Is Altar Service Only for Boys?
he year 2017 will mark twenty-three years since the Congregation for Divine Worship and the Sacraments formally permitted girls to serve the altar at Mass. There are few topics which can generate as much discussion and debate as this one. For years the faithful have been told that altar girls do not negatively impact priestly vocations. Indeed, far too many have approached this simply as a matter of “gender-equality” for young girls. Some even argue that the Church has spoken and it is time to accept this decision and move on. Nothing could be further from the truth.
Born Out of Dissent – First we need to clarify that this is strictly a discussion of Church discipline and not an issue of doctrine. As with several other contemporary crises, the practice of girls serving at the altar was born out of dissent. Despite clarifying statements from Rome in both 1970 and again in 1980, the liturgical abuse still continued. With the revision of the Code of Canon Law in 1983 the opportunity for change presented itself. From the point of view of liturgical law, an official interpretation of Canon 230, Paragraph 2, of the Code led to a 1994 letter from the Congregation for Divine Worship and the Sacraments clarifying that “girls may serve at the altar, but bishops are not bound to permit them to do so.” (Zenit News Agency, “Female Altar Servers,” February 3, 2004).
It is also important to note, however, that the same 1994 letter from the Congregation also stated that: “The Holy See wishes to recall that it will always be very appropriate to follow the noble tradition of having only boys serve at the altar.” As is well known, this has led to a reassuring development of priestly vocations. Thus the obligation to support such groups of altar boys will always continue. Much like the excessive use of Extraordinary Ministers of Holy Communion, it is astonishing just how quickly altar girls serving at Mass became the norm. To date, only the Diocese of Lincoln, Nebraska, has never implemented the use of altar girls at Mass in the United States.
Priestly Vocations – Regardless of what anyone contends, this is not an issue of gender equality. Indeed, no one has a right to serve at the Mass. As a father of five, four of whom are girls, the equality argument rings hollow to me. To discuss altar girls under the banner of equality is to impose a false, secular notion of participation into the sacred and eternal realm of the liturgy. We all participate in the Holy Sacrifice of the Mass, regardless of what our roles are or aren’t.
There are two vitally important questions that we need to be asking: First, shouldn’t we do all that we can to assist young men to discern a possible calling to the priesthood? Secondly, if we determine that young men are more likely to discern a vocation to the priesthood by being altar servers, shouldn’t we seek to increase their participation? I have often heard that there isn’t much data to support the argument that altar serving leads young men to the priesthood. This is uniformly untrue. For several years now the Center for Applied Research in the Apostolate (CARA) has conducted an annual Survey of Ordinands to the Priesthood, with typical response rates being between 65 to 75 percent. Questions address such topics as ordinands’ age, ethnicity, siblings, education, and participation in parish ministries. Of the hundreds of men surveyed (who have since been ordained to the priesthood), an overwhelming majority were altar servers during their formative years.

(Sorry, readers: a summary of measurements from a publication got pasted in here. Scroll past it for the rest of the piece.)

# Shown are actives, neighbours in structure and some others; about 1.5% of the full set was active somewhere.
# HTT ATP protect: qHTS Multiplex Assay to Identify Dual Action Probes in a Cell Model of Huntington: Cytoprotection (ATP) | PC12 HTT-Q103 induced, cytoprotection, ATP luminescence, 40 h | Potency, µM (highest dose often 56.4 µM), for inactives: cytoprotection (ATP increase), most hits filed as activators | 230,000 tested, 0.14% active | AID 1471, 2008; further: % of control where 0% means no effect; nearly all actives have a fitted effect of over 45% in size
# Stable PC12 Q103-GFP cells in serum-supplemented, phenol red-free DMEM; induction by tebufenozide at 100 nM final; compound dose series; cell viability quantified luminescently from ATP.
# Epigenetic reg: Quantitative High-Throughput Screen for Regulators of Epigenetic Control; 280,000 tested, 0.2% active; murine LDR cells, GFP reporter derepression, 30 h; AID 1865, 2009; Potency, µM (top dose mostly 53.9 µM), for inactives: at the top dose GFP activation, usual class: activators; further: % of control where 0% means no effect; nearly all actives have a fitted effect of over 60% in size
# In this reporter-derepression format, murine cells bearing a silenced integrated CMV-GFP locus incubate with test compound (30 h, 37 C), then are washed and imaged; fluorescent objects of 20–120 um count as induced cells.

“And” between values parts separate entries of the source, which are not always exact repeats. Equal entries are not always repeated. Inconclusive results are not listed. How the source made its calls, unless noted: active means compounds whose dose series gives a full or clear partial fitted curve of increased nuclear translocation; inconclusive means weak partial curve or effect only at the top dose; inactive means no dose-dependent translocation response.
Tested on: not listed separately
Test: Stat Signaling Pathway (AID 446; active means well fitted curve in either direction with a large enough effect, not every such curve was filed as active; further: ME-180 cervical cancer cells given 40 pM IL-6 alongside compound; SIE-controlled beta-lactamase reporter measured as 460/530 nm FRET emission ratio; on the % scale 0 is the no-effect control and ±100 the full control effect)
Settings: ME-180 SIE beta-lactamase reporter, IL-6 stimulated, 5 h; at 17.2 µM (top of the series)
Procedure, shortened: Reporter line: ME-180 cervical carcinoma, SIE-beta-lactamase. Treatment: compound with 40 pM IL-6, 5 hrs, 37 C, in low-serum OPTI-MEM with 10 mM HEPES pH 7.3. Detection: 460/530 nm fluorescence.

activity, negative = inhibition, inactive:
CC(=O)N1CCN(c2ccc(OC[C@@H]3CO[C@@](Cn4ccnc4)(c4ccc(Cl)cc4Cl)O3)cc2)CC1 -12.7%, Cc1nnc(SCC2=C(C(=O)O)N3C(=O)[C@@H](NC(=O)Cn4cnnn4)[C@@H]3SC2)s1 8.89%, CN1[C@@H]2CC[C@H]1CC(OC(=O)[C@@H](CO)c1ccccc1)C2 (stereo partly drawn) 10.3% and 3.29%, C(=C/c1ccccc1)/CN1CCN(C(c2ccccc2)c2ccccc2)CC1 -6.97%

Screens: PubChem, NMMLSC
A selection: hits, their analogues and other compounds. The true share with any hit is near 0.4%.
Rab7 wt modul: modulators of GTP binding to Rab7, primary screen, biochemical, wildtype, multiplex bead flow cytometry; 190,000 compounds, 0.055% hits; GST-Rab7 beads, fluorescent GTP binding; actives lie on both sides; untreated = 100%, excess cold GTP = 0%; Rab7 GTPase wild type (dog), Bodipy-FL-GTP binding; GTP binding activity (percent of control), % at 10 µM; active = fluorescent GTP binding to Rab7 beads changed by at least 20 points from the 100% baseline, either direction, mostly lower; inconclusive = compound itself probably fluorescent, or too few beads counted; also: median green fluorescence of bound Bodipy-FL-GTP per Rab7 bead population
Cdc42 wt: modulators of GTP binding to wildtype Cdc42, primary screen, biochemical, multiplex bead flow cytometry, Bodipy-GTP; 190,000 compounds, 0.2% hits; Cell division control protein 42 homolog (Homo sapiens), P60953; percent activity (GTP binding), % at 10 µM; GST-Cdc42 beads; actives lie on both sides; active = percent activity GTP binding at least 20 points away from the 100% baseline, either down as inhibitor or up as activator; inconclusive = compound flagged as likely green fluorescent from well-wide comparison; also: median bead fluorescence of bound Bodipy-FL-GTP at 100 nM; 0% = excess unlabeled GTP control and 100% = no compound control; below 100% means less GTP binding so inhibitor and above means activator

Surveys over the last four years provide the following numbers: In 2010, 70 percent of the 339 respondents had been servers; In 2011, 71 percent of the 329 respondents had been servers; In 2012, 75 percent of the respondents had been servers; and in 2013, 67 percent of the 366 respondents had been servers. This is incredibly relevant data which should receive much more attention when discussing this topic.
A Return to the Noble Tradition – In July 2005, Catholic World Report published priestly vocation statistics from the previous year for the United States. Conducted over 10 years after Rome officially permitted girls to serve at the altar, it is interesting to note what it revealed. The previously mentioned Diocese of Lincoln, Nebraska (which had never implemented girl altar servers) led the entire nation with one seminarian per 2,625 Catholics. In the intervening years we have begun to see a modest, but consistent, increase in parishes reverting back to a boys-only policy for altar serving. The basic reasoning goes something like this: Boys want to serve with other boys. Returning to the noble tradition of boys-only serving at the Mass facilitates greater participation by young men. These young men, through their years of service, are then assisted in their formation and discernment for a possible calling to the priesthood. From this we then see a steady and consistent growth in men entering the seminary and, eventually, in more men being ordained.
Father John Hollowell, with his “On This Rock” blog, has done a great service by conducting a survey of several parishes which have made the switch from co-ed servers to males only. The below chart and data are courtesy of Fr. Hollowell’s research. While the sample size is small, it is still difficult to argue with an average increase of 450 percent in boys serving at the altar.
In the coming years it is my sincere hope that more parishes, and even possibly dioceses, take a serious and prayerful second look at their policy for altar serving. Let us remove the emotions, polemics, and agendas from this discussion and simply seek what is best for the priesthood and for Holy Mother Church.